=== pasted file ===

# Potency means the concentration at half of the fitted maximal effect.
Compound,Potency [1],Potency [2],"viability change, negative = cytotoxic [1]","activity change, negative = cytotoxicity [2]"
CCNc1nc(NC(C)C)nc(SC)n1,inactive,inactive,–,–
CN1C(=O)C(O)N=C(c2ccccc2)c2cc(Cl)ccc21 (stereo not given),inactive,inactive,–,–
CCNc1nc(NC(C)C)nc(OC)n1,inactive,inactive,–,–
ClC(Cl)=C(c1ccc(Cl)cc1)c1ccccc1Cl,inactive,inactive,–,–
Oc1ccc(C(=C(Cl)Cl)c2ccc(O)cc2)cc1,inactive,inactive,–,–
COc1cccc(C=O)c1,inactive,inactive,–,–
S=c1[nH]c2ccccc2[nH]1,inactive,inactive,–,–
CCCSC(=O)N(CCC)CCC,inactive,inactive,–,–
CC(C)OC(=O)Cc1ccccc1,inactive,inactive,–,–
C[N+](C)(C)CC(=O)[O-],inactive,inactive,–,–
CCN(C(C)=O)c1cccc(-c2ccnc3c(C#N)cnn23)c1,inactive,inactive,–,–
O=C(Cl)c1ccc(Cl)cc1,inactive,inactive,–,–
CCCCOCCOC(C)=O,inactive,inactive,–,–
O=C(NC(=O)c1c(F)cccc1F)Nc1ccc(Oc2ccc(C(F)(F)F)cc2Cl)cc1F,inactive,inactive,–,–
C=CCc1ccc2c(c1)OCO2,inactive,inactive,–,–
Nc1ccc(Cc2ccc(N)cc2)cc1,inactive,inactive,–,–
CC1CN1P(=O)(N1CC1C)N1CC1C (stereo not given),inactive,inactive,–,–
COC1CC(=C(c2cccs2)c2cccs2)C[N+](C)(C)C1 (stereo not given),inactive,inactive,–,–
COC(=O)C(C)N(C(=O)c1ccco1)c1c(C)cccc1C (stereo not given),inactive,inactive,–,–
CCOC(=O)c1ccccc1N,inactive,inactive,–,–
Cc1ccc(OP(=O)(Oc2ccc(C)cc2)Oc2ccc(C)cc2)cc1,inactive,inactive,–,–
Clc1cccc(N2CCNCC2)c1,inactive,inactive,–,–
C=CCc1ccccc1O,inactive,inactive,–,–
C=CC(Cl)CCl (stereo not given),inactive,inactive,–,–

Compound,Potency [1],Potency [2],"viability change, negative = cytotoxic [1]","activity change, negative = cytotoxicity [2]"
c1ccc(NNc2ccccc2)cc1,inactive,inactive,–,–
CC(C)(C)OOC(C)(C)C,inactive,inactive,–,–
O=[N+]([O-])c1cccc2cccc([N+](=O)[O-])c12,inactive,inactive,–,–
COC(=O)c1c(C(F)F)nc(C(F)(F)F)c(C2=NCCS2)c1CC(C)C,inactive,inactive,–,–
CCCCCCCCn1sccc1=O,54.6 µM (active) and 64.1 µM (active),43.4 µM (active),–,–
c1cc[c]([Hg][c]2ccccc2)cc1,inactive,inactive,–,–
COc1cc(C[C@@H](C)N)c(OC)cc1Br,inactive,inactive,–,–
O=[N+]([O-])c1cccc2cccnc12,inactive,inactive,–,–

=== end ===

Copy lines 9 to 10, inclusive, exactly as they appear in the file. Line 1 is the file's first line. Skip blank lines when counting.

S=c1[nH]c2ccccc2[nH]1,inactive,inactive,–,–
CCCSC(=O)N(CCC)CCC,inactive,inactive,–,–